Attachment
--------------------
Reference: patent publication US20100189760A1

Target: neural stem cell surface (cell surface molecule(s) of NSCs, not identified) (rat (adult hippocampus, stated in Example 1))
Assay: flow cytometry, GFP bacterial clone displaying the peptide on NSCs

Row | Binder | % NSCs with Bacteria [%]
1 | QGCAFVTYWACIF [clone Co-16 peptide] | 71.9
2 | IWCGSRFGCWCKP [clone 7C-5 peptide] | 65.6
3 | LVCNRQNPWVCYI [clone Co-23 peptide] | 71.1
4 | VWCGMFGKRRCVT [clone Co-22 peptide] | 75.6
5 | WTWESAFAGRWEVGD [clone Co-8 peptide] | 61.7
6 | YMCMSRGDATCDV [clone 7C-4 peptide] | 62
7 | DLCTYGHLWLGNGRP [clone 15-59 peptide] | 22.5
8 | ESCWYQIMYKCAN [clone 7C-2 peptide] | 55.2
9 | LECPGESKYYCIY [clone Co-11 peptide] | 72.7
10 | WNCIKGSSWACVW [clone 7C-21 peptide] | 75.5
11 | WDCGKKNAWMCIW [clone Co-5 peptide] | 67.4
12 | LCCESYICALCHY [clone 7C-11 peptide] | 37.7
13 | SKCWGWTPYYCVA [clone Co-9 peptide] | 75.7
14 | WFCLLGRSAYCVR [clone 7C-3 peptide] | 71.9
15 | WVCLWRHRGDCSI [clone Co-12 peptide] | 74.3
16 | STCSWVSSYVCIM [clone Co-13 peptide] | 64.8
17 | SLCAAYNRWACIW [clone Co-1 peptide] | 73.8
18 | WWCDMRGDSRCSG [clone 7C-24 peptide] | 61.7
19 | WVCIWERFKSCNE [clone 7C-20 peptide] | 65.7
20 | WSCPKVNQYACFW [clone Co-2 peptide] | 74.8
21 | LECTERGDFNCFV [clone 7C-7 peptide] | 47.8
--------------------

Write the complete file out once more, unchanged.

Reference: patent publication US20100189760A1

Target: neural stem cell surface (cell surface molecule(s) of NSCs, not identified) (rat (adult hippocampus, stated in Example 1))
Assay: flow cytometry, GFP bacterial clone displaying the peptide on NSCs

Row | Binder | % NSCs with Bacteria [%]
1 | QGCAFVTYWACIF [clone Co-16 peptide] | 71.9
2 | IWCGSRFGCWCKP [clone 7C-5 peptide] | 65.6
3 | LVCNRQNPWVCYI [clone Co-23 peptide] | 71.1
4 | VWCGMFGKRRCVT [clone Co-22 peptide] | 75.6
5 | WTWESAFAGRWEVGD [clone Co-8 peptide] | 61.7
6 | YMCMSRGDATCDV [clone 7C-4 peptide] | 62
7 | DLCTYGHLWLGNGRP [clone 15-59 peptide] | 22.5
8 | ESCWYQIMYKCAN [clone 7C-2 peptide] | 55.2
9 | LECPGESKYYCIY [clone Co-11 peptide] | 72.7
10 | WNCIKGSSWACVW [clone 7C-21 peptide] | 75.5
11 | WDCGKKNAWMCIW [clone Co-5 peptide] | 67.4
12 | LCCESYICALCHY [clone 7C-11 peptide] | 37.7
13 | SKCWGWTPYYCVA [clone Co-9 peptide] | 75.7
14 | WFCLLGRSAYCVR [clone 7C-3 peptide] | 71.9
15 | WVCLWRHRGDCSI [clone Co-12 peptide] | 74.3
16 | STCSWVSSYVCIM [clone Co-13 peptide] | 64.8
17 | SLCAAYNRWACIW [clone Co-1 peptide] | 73.8
18 | WWCDMRGDSRCSG [clone 7C-24 peptide] | 61.7
19 | WVCIWERFKSCNE [clone 7C-20 peptide] | 65.7
20 | WSCPKVNQYACFW [clone Co-2 peptide] | 74.8
21 | LECTERGDFNCFV [clone 7C-7 peptide] | 47.8